The Spirit of Early Evangelicalism

True Religion in a Modern World

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D. Bruce Hindmarsh
  • New York, NY: 
    Oxford University Press
    , January
     2018.
     360 pages.
     $35.00.
     Hardcover.
    ISBN
    9780190616694.
     For other formats: Link to Publisher's Website.

Description

Evangelicalism appeared as a new pattern of Christian devotion at a moment in history when the foundations of Anglo-American society were shifting. The Spirit of Early Evangelicalism sheds new light on the nature of evangelical religion by locating its rise with reference to major movements ofthe 18th century, including Modernity, the Scientific Revolution, and the Enlightenment. Hindmarsh draws on a wide range of sources to make meaningful connections between the evangelical awakening and the history of science, law, art, and literature. Each of these fields placed a profound emphasison nature and the authority of natural knowledge, and democratic debate was encouraged in the public sphere. In this context, evangelicals forcefully pressed their agenda for "true religion," believing it was still possible to experience "the life of God in the soul of man." The results weredramatic and disruptive. This book presents a fresh perspective and new research on the religious thought of leading evangelical figures such as John and Charles Wesley, George Whitefield, and Jonathan Edwards. It also traces the significance of evangelical spirituality for non-elites across multiple genres. From thescribbled marginalia of lay Methodists and the poetry of an African-American laywoman to the visual culture of grand manner portraits, lunar drawings, and satirical prints, Hindmarsh traces the meaning of evangelical devotion in a rich variety of contexts. By presenting devotion, culture, and ideastogether, The Spirit of Early Evangelicalism shows the advent of evangelicalism to be a significant new episode in the history of Christian spirituality.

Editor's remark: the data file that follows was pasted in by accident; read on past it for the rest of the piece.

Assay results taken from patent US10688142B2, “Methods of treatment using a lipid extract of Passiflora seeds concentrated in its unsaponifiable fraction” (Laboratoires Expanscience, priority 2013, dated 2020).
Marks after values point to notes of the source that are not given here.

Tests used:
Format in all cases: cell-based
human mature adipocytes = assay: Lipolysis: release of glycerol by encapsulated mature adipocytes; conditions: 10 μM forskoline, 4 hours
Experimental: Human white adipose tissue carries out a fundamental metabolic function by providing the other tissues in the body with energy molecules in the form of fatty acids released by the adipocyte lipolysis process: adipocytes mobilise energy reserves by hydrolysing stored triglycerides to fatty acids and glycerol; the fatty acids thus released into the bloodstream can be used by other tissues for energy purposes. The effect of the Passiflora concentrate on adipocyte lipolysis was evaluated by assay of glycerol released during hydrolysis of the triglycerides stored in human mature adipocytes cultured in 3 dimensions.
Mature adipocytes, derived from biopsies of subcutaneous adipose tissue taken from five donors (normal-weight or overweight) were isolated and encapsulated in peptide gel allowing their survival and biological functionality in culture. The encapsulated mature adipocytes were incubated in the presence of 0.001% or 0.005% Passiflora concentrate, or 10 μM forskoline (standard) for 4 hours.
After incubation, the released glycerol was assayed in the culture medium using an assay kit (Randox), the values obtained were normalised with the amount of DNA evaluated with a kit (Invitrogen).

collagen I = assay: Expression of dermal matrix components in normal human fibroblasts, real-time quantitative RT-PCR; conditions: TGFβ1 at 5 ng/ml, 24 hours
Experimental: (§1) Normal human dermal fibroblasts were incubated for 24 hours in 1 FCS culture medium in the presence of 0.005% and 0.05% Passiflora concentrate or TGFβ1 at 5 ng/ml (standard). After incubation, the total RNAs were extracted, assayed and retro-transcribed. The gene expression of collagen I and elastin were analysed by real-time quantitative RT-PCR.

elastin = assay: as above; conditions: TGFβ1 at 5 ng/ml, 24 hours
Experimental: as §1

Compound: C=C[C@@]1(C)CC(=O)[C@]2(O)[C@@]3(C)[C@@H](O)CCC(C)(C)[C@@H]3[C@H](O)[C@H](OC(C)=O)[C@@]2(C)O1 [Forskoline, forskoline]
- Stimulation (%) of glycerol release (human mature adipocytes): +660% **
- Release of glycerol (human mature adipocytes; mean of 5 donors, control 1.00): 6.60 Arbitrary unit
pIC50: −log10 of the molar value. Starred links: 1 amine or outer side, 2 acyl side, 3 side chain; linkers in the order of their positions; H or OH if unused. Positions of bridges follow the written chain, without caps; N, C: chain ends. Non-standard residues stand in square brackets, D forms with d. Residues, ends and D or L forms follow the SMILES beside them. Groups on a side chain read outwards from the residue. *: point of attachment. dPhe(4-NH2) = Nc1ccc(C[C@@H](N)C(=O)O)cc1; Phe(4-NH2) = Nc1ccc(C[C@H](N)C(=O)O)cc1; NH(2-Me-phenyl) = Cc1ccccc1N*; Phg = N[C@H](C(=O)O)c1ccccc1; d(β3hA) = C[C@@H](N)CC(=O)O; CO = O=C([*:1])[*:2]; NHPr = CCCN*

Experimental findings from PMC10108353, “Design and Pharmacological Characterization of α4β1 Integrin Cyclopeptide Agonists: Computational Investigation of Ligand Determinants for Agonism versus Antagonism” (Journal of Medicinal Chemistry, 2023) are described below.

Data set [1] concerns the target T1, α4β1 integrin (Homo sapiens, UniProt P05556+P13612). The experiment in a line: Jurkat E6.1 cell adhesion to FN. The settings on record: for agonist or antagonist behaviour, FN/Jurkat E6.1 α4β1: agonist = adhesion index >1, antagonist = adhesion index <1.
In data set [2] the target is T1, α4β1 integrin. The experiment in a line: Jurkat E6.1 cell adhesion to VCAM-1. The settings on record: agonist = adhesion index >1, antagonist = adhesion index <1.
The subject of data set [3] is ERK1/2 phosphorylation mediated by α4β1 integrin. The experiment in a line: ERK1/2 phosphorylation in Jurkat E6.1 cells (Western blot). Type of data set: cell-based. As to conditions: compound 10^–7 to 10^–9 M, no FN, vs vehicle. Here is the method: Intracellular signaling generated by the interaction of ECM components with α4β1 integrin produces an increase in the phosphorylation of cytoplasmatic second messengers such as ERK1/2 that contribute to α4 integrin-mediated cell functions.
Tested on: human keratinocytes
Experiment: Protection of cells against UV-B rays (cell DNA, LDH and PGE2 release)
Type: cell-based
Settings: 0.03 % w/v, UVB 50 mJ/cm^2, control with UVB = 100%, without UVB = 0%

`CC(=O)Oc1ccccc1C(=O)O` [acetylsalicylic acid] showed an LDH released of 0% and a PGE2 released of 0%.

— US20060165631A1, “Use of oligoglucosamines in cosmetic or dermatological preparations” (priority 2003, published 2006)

About the Author(s)/Editor(s)/Translator(s): 

D. Bruce Hindmarsh holds the James M. Houston Chair of Spiritual Theology at Regent College in Vancouver. A past president of the American Society of Church History, he has published and spoken widely to international audiences on the history of early British evangelicalism. His previous books include John Newton and the English Evangelical Tradition and The Evangelical Conversion Narrative, both by Oxford University Press.

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